For those of you who have managed to miss the previous 56 episodes of CSI broadcast between fall 2000 and tonight, guess what? The show takes place in Las Vegas! Who knew?
And now, let us move on to the establishing sequence of the night, that two-minute stretch wherein we, the viewers at home, will watch ordinary people going about their business until the moment they stumble across a body, call the police, and hang out until Captain Exposition and Gil arrive. Can you imagine this from their point of view? Say you're working in the wholesale meat delivery industry, as tonight's Man We Will Never See After The Credits is doing, and you stumble across a human arm stuck in a meat grinder, as this guy does, and after the omigawd, omigawd, it's a human arm, what do I do? moment has passed and you've managed to conclude that calling the police might be the thing to do, while you're hanging out and mentally reviewing every detail of the evening, wondering if you managed to sound more calm and competent than you feel, you're wishing you were somewhere else, and then some balding guy in suit comes by, telling a good-looking blonde, "Ever wonder what's in that hot dog?"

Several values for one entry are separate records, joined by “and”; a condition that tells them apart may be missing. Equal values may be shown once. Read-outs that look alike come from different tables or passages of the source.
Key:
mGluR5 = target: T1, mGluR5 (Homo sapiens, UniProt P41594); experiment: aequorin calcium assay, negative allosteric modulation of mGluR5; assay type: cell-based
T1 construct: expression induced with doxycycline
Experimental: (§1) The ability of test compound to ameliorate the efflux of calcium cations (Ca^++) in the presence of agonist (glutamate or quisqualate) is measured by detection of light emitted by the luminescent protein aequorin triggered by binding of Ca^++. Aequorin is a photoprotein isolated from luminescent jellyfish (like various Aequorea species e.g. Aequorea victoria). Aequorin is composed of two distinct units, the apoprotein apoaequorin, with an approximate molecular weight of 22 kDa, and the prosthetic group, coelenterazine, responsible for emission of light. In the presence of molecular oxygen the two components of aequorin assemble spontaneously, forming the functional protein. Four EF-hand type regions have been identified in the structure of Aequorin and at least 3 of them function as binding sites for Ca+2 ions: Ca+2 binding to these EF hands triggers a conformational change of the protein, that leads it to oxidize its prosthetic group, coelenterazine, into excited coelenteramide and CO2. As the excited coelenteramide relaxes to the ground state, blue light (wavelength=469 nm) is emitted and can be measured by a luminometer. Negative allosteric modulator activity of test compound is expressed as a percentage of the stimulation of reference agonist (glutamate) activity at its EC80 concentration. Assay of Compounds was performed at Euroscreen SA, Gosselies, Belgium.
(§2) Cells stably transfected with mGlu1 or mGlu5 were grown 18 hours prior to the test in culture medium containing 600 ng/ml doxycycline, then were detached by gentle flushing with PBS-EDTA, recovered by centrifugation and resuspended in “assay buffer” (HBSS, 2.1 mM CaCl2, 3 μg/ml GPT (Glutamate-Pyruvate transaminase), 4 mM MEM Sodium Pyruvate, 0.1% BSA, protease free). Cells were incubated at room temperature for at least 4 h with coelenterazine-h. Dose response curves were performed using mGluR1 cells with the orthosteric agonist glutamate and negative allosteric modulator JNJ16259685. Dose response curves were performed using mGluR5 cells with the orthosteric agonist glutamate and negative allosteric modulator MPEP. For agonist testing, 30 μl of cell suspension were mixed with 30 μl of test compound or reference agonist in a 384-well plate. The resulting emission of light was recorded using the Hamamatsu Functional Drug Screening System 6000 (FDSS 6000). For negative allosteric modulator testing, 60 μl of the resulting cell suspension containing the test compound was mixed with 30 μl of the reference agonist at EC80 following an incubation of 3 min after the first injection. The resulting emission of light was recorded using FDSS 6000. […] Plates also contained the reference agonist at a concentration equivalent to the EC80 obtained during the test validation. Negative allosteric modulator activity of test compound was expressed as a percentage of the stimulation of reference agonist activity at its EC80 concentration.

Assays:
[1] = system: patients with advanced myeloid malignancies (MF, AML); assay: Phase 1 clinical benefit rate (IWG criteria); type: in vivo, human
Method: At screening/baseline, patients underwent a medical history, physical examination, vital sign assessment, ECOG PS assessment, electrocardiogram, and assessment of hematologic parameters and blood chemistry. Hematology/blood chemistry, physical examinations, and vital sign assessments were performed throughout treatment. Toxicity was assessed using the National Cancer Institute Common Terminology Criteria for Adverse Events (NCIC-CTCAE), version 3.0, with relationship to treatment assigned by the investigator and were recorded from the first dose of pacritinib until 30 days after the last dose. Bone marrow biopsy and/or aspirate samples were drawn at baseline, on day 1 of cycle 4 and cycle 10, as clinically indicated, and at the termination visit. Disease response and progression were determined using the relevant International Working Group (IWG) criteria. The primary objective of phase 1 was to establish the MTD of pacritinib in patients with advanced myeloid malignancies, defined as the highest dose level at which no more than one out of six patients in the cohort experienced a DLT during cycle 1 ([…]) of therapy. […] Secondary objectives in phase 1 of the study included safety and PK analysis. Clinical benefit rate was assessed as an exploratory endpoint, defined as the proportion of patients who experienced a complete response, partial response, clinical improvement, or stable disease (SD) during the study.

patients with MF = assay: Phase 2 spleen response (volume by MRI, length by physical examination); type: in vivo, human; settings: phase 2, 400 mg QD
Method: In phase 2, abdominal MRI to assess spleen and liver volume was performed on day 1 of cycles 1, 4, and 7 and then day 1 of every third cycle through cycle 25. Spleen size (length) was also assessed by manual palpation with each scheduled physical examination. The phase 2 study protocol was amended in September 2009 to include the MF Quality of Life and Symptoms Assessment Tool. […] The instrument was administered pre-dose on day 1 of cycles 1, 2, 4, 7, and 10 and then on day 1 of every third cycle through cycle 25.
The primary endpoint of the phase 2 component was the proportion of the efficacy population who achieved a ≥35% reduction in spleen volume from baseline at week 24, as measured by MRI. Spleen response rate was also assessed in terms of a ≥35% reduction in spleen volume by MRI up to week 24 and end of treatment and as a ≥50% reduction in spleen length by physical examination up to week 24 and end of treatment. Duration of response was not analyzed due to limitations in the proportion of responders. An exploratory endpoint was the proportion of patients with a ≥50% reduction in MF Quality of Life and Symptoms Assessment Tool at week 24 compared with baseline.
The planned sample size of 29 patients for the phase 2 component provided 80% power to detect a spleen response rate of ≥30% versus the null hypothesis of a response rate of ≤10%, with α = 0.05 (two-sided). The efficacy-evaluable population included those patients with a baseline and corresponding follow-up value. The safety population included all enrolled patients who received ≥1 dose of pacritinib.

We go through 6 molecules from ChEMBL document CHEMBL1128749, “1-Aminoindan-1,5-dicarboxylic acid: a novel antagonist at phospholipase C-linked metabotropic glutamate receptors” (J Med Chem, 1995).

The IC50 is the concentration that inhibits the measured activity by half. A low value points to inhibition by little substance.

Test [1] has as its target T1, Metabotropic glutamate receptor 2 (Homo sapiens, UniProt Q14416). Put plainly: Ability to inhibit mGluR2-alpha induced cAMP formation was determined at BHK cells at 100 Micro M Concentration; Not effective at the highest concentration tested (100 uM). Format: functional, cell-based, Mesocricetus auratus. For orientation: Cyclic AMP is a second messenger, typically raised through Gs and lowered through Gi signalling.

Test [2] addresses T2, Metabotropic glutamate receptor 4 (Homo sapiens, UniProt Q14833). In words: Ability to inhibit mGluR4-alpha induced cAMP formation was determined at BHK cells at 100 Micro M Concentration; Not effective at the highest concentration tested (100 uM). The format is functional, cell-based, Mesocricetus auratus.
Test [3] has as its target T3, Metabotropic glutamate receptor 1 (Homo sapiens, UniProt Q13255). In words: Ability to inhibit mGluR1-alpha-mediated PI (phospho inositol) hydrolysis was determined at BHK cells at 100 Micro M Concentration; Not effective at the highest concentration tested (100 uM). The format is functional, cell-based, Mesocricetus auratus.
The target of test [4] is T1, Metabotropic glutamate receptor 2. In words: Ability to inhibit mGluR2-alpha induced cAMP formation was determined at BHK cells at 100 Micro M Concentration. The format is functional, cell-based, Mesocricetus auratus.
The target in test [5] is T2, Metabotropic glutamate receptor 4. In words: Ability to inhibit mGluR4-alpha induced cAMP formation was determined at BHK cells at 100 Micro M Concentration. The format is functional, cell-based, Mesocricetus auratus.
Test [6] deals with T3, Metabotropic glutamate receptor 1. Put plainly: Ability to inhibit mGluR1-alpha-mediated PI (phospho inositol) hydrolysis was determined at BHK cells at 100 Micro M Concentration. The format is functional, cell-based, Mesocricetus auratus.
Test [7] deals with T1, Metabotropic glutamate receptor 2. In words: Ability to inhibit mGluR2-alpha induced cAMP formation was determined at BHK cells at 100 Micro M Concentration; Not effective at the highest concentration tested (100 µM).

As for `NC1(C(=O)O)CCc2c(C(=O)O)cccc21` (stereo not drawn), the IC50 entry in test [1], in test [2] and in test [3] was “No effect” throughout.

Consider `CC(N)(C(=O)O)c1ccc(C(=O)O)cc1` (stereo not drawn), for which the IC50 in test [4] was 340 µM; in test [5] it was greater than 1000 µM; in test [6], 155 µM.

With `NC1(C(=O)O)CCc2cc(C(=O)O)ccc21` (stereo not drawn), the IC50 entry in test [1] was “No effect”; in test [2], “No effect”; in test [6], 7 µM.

Well, you'll have to try, because tonight will not give us the spectator's-eye view of how the CSIs work the scene. We find the arm; next thing we know, Brass is making hot dog jokes with Catherine as a way of easing into his duties as Captain Exposition: "Human body in a meat grinder. Shop foreman found an arm; the rest of him is prime grade-A sirloin." Catherine thinks this "sounds kind of Mob-ish, except they left town in the '80s." After establishing that there were no people sticking out of any industrial machinery when the plant shut down for the night, Brass invites Catherine and Gil to check out the fresh meat. Catherine gives him a rueful smirk before ducking under the rope with Gil, then walks over and checks the mess of fleshy gibbets caught in the metal pan. "Oh, God," she groans. Gil, naturally, is focusing on the nature of the crime scene: "It looks like the elbow got stuck in the blade." The camera helpfully shows us how, lingering on the ground meat at the opposite end of the grinder pipe. Gil confirm this: "Yup. The ulna." Catherine adds, "One of the strongest bones in the human body. Probably what jammed the grinder." Gil figures that the jammed grinder explains why they're looking at a human arm as opposed to a pile of mystery meat. Catherine comments, "It's like that Morrissey album, Meat Is Murder." Or the Smiths album of the same name. Gil, however, can't let Catherine have the last word before the credits, so he grunts dramatically while he pulls on the fingers of the hand they found, and tells Catherine, "I'm going to need a hand."